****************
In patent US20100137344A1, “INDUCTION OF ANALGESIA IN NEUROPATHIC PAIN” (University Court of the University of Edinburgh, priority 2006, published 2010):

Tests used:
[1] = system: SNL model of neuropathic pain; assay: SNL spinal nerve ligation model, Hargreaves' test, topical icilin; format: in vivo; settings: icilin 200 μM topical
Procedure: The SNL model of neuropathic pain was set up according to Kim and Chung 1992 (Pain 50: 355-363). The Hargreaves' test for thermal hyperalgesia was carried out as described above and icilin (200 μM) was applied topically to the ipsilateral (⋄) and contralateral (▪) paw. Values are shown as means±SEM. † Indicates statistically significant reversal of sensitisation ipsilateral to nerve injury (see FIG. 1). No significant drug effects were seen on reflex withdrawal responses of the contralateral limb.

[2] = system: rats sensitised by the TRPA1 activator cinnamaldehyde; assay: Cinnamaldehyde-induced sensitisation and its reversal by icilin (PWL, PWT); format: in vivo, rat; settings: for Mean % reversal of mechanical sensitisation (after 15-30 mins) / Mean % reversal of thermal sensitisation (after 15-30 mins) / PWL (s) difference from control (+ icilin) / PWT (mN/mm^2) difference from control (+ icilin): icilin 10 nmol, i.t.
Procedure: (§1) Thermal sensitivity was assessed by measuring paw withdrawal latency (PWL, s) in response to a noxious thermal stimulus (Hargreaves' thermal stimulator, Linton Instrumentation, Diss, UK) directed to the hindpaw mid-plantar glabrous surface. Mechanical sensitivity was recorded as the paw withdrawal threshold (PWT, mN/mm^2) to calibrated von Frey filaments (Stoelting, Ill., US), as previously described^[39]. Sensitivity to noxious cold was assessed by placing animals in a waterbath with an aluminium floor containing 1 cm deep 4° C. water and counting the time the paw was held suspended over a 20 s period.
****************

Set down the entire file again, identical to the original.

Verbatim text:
In patent US20100137344A1, “INDUCTION OF ANALGESIA IN NEUROPATHIC PAIN” (University Court of the University of Edinburgh, priority 2006, published 2010):

Tests used:
[1] = system: SNL model of neuropathic pain; assay: SNL spinal nerve ligation model, Hargreaves' test, topical icilin; format: in vivo; settings: icilin 200 μM topical
Procedure: The SNL model of neuropathic pain was set up according to Kim and Chung 1992 (Pain 50: 355-363). The Hargreaves' test for thermal hyperalgesia was carried out as described above and icilin (200 μM) was applied topically to the ipsilateral (⋄) and contralateral (▪) paw. Values are shown as means±SEM. † Indicates statistically significant reversal of sensitisation ipsilateral to nerve injury (see FIG. 1). No significant drug effects were seen on reflex withdrawal responses of the contralateral limb.

[2] = system: rats sensitised by the TRPA1 activator cinnamaldehyde; assay: Cinnamaldehyde-induced sensitisation and its reversal by icilin (PWL, PWT); format: in vivo, rat; settings: for Mean % reversal of mechanical sensitisation (after 15-30 mins) / Mean % reversal of thermal sensitisation (after 15-30 mins) / PWL (s) difference from control (+ icilin) / PWT (mN/mm^2) difference from control (+ icilin): icilin 10 nmol, i.t.
Procedure: (§1) Thermal sensitivity was assessed by measuring paw withdrawal latency (PWL, s) in response to a noxious thermal stimulus (Hargreaves' thermal stimulator, Linton Instrumentation, Diss, UK) directed to the hindpaw mid-plantar glabrous surface. Mechanical sensitivity was recorded as the paw withdrawal threshold (PWT, mN/mm^2) to calibrated von Frey filaments (Stoelting, Ill., US), as previously described^[39]. Sensitivity to noxious cold was assessed by placing animals in a waterbath with an aluminium floor containing 1 cm deep 4° C. water and counting the time the paw was held suspended over a 20 s period.